These are the pure mechanics of the scheme. The principle should be the provision of the best possible health service we can give, making need and not wealth the passport to the best medical skill we can provide. If the scheme is put on a contributory basis, it will, I think, at once overcome any possible objection from the point of view of Catholic teaching and give a health service substantially better than anything we know now. I believe, having given the matter some attention, that it is only through methods such as these that we are ever within a measurable period of time likely to give the nation the standard of health and medical services which our citizens urgently need.

Deputy McGrath rose.

The Deputy will remember that this group of Estimates must come to a close at 5.25 p.m. and that the Minister must have some time to reply.

I would like to support Deputy Norton in his plea on behalf of mentally deficient children. I had experience of trying to get a child into one of the institutions which look after them and it is practically an impossibility, especially for girls. I know of one case which the South Cork Board of Assistance was trying to get into an institution for three years. I would appeal to the Minister to do something about it. I believe that there are about 8,000 cases in the country and accommodation for only about 1,500, and the Minister can visualise what it is to have such a child, as Deputy Norton pointed out, in a small house with other children while the mother tries to look after it.

When the present Minister left office in 1947 he had brought in an Act which greatly benefited the local authorities and helped them to improve their health services. By that Act they were recouped everything above what they spent in the standard year 1947-48 to the extent of 100 per cent. until the amount spent in 1947-48 was doubled. That was of great advantage to the local authority and kept extra expenditure off the rates which was borne by the Central Fund. One group of bodies, however, was neglected—the voluntary hospitals. When the present Minister was in office before, they were guaranteed and their deficits were paid every year, so that they need not depend on the interest from their investments in order to carry on their work. During the last régime that was changed; three years were picked out, 1947-8-9, and the average deficit over those years was taken as the amount that would be recouped.

You can imagine, with the rising cost of everything now, what a hindrance and impediment that is to those voluntary hospitals to carry on. I appeal to the Minister to go back to what he was doing before he left office and to pay the deficits of those voluntary hospitals which are doing such great work for the sick of this country. These hospitals are carried on by voluntary bodies. They are there for accidents and for anything else that may arise. They have a strong claim to have their deficits guaranteed, as formerly. We all know well that they are run as economically as possible. It was entirely unfair to make the change which was made during the last régime.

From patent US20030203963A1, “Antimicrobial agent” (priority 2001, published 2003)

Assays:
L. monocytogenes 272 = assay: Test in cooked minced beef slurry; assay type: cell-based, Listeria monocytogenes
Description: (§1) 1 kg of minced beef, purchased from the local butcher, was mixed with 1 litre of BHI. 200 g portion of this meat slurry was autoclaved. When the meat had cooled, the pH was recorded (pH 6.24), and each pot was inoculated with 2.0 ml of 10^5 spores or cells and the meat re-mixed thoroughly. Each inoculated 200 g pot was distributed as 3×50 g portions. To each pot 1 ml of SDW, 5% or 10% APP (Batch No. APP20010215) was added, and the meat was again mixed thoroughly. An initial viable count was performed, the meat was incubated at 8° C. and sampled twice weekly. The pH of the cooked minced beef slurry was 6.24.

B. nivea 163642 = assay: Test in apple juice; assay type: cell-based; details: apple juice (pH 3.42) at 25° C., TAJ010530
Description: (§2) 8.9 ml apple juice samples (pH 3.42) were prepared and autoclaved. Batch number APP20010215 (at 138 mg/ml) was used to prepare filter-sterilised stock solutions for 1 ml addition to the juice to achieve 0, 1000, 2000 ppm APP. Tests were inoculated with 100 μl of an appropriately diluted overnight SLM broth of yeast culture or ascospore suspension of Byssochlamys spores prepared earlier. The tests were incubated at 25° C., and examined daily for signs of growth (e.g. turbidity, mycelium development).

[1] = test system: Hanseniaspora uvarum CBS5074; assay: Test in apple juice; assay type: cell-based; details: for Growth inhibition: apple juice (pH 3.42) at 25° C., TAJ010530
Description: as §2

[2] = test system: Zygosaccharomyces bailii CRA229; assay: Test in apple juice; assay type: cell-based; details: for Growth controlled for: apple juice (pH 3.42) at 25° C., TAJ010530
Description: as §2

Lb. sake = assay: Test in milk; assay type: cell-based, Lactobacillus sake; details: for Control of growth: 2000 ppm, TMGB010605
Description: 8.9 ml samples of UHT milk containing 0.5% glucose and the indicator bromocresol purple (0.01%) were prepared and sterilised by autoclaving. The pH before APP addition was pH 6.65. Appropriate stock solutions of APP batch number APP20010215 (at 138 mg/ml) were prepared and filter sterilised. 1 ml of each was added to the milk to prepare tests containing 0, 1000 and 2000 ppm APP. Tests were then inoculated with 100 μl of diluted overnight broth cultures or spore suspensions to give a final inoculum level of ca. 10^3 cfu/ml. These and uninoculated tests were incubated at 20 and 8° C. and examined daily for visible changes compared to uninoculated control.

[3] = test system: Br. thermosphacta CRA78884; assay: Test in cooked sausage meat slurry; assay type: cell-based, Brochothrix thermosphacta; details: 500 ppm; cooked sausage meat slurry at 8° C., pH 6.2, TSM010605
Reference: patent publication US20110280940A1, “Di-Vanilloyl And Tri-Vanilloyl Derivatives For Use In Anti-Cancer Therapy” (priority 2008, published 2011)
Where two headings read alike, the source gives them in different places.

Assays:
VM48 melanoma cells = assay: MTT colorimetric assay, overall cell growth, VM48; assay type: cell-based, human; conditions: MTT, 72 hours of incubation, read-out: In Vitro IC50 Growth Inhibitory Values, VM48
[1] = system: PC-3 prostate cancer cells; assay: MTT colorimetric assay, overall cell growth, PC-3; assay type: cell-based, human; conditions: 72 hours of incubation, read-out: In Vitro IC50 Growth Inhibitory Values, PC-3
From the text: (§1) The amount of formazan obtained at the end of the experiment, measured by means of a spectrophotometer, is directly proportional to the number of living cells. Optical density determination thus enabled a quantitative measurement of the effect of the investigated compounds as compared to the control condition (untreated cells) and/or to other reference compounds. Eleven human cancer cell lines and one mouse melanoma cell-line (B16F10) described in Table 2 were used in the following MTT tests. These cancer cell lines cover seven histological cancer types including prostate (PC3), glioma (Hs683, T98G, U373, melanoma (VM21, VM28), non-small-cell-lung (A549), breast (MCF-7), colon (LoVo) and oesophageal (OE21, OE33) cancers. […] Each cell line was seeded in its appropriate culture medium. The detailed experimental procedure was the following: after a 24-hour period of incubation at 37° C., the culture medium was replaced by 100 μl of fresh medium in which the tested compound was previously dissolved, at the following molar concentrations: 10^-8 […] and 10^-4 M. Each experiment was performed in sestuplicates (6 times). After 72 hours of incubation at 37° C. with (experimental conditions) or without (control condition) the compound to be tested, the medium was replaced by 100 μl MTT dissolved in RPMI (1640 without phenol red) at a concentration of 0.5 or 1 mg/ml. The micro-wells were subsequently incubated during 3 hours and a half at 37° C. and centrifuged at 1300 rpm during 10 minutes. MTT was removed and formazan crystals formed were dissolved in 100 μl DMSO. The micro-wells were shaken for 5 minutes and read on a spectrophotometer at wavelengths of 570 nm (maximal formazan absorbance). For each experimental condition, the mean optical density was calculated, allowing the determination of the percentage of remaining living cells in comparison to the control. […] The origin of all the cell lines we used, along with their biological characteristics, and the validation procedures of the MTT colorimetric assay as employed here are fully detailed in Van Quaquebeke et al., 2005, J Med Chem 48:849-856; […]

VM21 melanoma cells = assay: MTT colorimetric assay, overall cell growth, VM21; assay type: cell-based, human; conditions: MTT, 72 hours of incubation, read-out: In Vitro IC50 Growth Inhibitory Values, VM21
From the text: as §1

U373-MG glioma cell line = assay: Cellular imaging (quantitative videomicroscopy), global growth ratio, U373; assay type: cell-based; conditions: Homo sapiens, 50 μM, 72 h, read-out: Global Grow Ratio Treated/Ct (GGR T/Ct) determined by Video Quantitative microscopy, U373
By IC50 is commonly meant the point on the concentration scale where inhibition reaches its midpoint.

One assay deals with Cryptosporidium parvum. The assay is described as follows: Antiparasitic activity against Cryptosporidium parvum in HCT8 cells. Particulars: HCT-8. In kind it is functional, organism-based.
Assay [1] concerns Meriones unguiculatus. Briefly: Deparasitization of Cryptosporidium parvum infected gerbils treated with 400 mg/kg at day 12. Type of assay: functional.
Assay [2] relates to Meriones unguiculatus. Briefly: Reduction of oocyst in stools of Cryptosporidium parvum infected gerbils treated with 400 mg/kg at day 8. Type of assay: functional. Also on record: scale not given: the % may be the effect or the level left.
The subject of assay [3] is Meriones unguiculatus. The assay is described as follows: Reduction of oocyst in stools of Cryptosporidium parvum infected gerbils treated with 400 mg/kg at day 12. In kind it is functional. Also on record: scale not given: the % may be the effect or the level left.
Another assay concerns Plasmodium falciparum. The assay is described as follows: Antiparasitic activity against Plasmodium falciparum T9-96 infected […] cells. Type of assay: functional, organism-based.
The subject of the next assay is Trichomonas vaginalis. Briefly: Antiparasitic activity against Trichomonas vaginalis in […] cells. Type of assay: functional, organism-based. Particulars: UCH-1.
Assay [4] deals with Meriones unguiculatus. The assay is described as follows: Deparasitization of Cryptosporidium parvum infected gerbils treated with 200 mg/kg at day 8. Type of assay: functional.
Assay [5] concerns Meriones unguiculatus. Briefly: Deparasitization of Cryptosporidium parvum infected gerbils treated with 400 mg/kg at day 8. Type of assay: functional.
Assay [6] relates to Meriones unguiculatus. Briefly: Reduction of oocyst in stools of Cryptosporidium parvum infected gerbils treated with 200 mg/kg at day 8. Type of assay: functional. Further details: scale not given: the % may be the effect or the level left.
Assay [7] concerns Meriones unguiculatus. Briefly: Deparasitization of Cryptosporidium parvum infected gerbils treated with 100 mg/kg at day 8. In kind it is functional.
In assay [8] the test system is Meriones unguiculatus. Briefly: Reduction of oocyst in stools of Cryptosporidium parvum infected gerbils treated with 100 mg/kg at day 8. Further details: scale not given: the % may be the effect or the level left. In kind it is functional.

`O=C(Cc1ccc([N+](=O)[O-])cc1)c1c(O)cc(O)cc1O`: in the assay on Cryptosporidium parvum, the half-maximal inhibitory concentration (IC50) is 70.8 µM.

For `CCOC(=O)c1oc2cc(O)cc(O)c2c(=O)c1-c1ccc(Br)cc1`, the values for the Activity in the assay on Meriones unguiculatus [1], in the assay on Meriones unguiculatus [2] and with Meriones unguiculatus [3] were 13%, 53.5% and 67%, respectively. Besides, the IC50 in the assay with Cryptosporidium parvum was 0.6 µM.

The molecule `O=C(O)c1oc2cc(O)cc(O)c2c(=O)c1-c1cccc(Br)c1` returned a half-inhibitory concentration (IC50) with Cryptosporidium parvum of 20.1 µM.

I would ask the Minister to investigate the position as regards the new hospital which is being built in Gurranebraher, Cork. That hospital was to have been a fever hospital but, at the request of the previous Minister, the corporation agreed to hand it over as an orthopædic hospital and plans were drawn up for such a hospital. Tenders were invited and the building contract was handed to the general building contractor who started work in December, 1949. In that contract there was an agreement that for every week the contractor would be behind time there would be a fine of £150 and that for every week the contractor would be delayed the corporation would have to pay £150 to him. Because of a delay in appointing sub-contractors for the electrical and mechanical installations in that institution, the contractor was held up and where he had 90 men employed the number was reduced to nine or ten men. Some months ago the architect agreed that he was delayed to the extent of nine months. The contractor contended that he was delayed a good deal longer. However, about £6,000 of public money was wasted as a result of the delay in appointing sub-contractors. In addition, there was an increase of about 10 per cent. in wages in the building industry. All that added considerably to the cost of the building. Then there was also a very large increase in the costs of the materials for the building. Quite recently I was inquiring about this matter and I was informed that it was almost impossible to get the equipment originally intended for the mechanical installations of this institution. The plans for that institution have been changed several times. Within the past four or five months a big chimney shaft which was erected in one portion of the building had to be taken down. All the steel specifications were changed although the steel for the institution was on the grounds there and ready to be used.